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Notable Names That Attended Harrow Public School

And we're not just talking about Jho Low.

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Notable Names That Attended Harrow Public School
It is said that success is not about what you know, but who you know. This turned out to be true in the case of fugitive financier Low Taek Jho, better known as Jho Low.


The 37-year-old, by his own account, made his first million - in USD -  when he was only 20-years-old due to the connections he made with prominent families during his time at Harrow Public School in England and The Wharthon School of Business, University of Pennsylvania in the United States of America. 

Looking at some of the illustrious figures who attended Harrow School alone, it is no wonder that Jho Low developed a taste for the finer things in life and strived to the attain the level of wealth (legally or allegedly otherwise) that the members of the royal families, politicians, businessmen and generally filthy rich people who attended the elite school seem to enjoy. 

Here are some of the most notable Harrovians (as the alumnis of the school is referred as) since its inception in the early 16th century.

1) Winston Churchill

Young Winston Churchill

Perhaps one of the most famous United Kingdom Prime Minister, Winston Churchill held office twice during his lifetime (1940 - 1945, 1951 - 1955) before giving up his political career due to his failing health. 

During his years at Harrow, Churchill did't do very well academically, which eventually led to his father (Tory politician Lord Randolph Churchill) entering him into an army career. It took Churchill three attempts to be accepted by the Royal Military College, but once in, he emerged as one of its top students. 

It wasn't long before Churchill followed in his father's footsteps, but his political career didn't look too good until his response to Adolf Hitler got him elected as the Prime Minister of an all-party coalition government.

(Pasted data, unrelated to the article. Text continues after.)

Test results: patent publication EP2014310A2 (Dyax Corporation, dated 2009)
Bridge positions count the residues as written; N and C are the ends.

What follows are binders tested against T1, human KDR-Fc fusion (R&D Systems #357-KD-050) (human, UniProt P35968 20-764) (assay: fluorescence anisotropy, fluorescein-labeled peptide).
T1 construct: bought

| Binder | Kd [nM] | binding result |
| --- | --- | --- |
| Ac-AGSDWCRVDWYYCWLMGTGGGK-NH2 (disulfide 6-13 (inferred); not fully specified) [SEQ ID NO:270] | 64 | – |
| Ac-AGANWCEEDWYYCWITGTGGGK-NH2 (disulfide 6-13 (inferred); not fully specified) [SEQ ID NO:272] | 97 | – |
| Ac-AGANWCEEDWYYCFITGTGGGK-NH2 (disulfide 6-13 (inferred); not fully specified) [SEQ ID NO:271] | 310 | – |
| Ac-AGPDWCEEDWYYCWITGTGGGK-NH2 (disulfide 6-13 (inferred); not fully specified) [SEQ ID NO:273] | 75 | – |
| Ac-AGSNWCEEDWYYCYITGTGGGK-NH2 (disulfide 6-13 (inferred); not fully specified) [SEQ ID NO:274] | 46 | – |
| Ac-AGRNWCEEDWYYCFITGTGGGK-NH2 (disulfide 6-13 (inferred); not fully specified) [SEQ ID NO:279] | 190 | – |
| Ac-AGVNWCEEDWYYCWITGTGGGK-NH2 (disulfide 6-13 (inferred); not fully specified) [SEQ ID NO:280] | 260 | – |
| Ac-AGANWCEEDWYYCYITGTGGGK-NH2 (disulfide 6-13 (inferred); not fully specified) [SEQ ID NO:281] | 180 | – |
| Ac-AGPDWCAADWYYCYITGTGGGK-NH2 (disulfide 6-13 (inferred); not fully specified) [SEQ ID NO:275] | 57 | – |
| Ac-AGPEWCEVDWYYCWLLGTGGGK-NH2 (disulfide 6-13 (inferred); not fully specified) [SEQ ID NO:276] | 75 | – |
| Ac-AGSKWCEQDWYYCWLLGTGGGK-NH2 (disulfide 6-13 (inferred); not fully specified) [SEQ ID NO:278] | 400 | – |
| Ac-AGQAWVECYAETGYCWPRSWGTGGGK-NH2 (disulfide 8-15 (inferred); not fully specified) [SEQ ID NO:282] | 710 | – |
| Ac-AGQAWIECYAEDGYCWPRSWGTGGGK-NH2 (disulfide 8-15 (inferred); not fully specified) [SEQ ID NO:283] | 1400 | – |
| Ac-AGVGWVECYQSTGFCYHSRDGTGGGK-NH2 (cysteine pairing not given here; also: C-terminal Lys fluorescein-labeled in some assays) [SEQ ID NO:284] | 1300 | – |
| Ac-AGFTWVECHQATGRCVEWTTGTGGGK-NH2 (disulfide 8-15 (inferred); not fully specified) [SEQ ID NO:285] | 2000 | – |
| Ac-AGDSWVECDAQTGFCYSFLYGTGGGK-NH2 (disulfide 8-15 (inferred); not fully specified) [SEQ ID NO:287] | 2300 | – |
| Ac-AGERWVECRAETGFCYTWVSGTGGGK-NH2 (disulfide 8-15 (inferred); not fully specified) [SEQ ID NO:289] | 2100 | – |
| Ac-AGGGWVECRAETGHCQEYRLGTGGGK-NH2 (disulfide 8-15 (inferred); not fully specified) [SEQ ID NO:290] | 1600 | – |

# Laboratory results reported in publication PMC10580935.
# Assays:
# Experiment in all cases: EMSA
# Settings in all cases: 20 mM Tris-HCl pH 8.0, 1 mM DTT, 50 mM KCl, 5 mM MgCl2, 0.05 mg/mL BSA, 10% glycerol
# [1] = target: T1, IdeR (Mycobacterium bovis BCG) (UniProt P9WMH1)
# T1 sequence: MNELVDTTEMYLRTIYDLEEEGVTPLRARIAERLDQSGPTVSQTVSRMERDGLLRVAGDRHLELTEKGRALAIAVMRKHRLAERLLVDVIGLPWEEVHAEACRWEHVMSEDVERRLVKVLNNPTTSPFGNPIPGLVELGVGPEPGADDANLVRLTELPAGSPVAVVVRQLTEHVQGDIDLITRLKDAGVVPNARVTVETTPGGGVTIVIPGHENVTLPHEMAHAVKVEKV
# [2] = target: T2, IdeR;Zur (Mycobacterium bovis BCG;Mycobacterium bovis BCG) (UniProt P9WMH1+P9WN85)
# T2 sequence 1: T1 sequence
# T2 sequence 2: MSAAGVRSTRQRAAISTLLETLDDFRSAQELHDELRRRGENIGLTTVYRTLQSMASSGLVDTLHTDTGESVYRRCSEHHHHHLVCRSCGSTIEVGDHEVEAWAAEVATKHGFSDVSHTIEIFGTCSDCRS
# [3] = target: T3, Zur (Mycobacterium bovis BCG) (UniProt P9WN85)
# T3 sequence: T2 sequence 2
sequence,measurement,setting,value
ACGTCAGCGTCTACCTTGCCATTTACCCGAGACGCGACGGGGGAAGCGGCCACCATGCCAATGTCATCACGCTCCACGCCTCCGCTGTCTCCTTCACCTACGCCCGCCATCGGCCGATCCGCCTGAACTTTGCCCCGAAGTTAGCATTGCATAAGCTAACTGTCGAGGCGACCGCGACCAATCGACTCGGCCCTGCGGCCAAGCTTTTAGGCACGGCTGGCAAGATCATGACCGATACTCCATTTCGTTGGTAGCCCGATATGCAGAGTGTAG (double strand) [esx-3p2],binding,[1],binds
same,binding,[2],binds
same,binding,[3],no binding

Churchill's career was riddled with mistakes and bad decisions, but leading his country to victory during the World War II had secured his name among those who changed the course of the world history. 

2) Benedict Cumberbatch

Benedict Cumberbatch

Long before the actor gained popularity through his role Sherlock Holmes in the BBC series 'Sherlock', Cumberbatch was acting in plays at Harrow. His first role was Queen of Fairies, Titania, in the Shakespearean play 'A Midsummer Night's Dream'. 

It has been reported that his parents, who were both television actors, sent Cumberbatch to Harrow to steer him away from the acting world but their plans didn't pan out. During his time at Harrow, Cumberbatch played rugby and painted besides dabbling in theater, but in the end his love for acting won out. 

After leaving Harrow, Cumberbatch took a short break to teach English in Tibet. Upon returning to England, he continued his education in arts and eventually started acting in theater and television. 

Not until 2010 did he reach the level of stardom he enjoys now, but it has been an uphill climb since. 

3) Jawaharlal Nehru

Nehru (left) with Mahatma Gandhi

Closer to home, another Harrow alumni went on to become the prime minister of a country. Jawaharlal Nehru was in fact the first prime minister after India's independence, a position he held from 1945 till 1964. 

Prior to that, Nehru was a lawyer and a prominent freedom fighter. His father, Motilal Nehru, was one of Mahatma Gandhi's right hand man and also fought for the country's independence.